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Why is a TOO big heart bad ?

Richard Kondo kondo at buphy.bu.edu
Thu Oct 13 11:45:36 EST 1994


Lombard FranCois (lombardf at uni2a.unige.ch) wrote:
: A student of mine (I teach Biology to 15-18 year olds) asked why it isn't
: so good to develop a too big heart (very intense training of teenagers is
: supposed to be bad for that reason , amongst others)
: Any help, or suggestion as to where I should post this are welcome.

: FranCois Lombard
: lombardf at uni2a.unige.ch

: -- 
: Lombard FranCois
: Centre Informatique pedagogique
: Cp 3144 / CH - 1211 Geneva 3 /Switzerland
: Fax +4122 781 03 50  / Tel + 41 22 318 05 30

Hopefully, this post isn't duplicated - had a problem with the first
attempt.

	Developing a larger heart is known as cardiac hypertrophy.  Both
athletes and persons with hypertension develop hypertrophy.  In the
first case, the hypertrophy is beneficial, because the heart is able to
pump more blood per heart beat.  In the later case, it is deleterious, a
response to the increased blood pressure in the arteries.  The type of
hypertrophy in each case is different.  For athletes, the heart diameter
and volume increases, while for hypertensive individuals, the mass of
the heart increases (the walls of the heart chambers increase in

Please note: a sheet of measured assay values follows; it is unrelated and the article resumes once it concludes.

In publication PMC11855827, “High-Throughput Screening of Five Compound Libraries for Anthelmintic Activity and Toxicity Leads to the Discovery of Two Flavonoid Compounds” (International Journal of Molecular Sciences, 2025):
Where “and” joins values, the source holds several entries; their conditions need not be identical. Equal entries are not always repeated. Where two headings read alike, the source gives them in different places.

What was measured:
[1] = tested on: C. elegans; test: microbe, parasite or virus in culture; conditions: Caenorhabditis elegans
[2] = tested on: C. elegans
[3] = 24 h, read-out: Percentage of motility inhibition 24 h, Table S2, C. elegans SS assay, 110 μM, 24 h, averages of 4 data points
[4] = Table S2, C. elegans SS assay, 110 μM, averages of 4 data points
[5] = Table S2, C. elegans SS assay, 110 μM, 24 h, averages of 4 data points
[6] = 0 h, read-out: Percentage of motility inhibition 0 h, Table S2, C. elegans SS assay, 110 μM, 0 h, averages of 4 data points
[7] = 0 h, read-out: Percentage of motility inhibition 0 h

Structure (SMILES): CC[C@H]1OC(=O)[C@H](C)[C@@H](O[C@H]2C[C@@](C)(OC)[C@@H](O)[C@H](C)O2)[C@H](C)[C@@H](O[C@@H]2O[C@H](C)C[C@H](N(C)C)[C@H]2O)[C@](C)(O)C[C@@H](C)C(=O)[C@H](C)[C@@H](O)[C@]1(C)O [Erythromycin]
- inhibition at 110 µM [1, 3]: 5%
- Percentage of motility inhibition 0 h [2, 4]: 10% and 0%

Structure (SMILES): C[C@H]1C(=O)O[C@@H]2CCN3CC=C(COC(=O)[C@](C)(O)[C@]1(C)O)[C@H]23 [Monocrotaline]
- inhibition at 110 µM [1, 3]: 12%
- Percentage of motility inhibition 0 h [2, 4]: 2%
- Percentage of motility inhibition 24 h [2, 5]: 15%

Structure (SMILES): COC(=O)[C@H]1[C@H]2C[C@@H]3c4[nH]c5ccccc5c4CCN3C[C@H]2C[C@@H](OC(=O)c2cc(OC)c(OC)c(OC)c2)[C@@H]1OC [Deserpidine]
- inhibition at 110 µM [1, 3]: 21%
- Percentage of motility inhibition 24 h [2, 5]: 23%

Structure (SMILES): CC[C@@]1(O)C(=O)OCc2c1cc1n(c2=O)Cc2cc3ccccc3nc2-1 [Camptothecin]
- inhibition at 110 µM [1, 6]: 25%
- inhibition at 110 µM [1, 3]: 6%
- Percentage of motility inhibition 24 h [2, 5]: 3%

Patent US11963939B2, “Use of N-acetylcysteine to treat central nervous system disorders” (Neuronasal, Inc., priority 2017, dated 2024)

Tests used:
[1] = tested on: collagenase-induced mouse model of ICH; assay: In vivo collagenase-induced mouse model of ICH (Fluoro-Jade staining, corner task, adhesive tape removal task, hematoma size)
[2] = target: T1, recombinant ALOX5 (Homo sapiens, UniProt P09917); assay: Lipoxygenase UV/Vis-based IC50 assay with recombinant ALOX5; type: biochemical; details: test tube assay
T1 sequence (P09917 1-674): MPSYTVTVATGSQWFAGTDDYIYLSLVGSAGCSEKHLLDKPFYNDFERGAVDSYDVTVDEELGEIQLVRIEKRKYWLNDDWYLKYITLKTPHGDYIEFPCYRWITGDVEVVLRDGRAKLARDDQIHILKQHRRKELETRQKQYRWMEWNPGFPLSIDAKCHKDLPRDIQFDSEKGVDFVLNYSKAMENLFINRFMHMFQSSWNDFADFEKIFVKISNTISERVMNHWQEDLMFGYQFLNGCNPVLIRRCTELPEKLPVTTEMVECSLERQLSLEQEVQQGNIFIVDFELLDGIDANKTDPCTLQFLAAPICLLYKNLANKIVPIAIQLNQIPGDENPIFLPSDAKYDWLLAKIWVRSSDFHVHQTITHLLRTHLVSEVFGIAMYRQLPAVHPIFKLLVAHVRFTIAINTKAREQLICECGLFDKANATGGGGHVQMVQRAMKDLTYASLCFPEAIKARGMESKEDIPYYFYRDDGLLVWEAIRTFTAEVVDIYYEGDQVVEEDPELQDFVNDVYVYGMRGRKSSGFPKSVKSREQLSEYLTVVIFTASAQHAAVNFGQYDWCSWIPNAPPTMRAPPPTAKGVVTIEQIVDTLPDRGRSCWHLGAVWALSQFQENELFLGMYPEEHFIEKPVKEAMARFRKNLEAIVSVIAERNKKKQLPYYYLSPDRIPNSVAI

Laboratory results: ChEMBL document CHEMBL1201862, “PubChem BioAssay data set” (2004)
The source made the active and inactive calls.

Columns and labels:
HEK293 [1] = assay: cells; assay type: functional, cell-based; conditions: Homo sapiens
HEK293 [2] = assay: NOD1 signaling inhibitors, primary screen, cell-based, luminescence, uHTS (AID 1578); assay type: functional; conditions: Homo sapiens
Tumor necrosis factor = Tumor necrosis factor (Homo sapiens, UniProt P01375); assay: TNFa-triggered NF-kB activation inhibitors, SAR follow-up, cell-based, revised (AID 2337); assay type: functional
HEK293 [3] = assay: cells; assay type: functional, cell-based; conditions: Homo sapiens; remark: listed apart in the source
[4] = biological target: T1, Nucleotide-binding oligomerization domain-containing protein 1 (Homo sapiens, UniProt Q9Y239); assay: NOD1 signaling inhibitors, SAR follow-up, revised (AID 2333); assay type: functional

thickness). The exercise physiologist in our lab says that aerobic
exercise is good for your heart (no problem with too large an heart);
however, weight training leads to hypertrophy more similar to that in
hypertensive persons  (I don't know the data regarding death rates in
body builders - it may still not be bad).  Secondly, intensive training
as you noted has other effects, and perhaps those who train excessively
has other traits which possibly are harmful - I don't know.

	Exercise physiology is not my field, so I am not sure what
sources you could consult.  If you had access to Medline or some other
medical database, you could find many references.  But the important
point i is tt all hypertrophies are not made equal.

Richard Kondo
kondo at buphy.bu.edu
Cardiac Muscle Research Lab
Boston University, Boston



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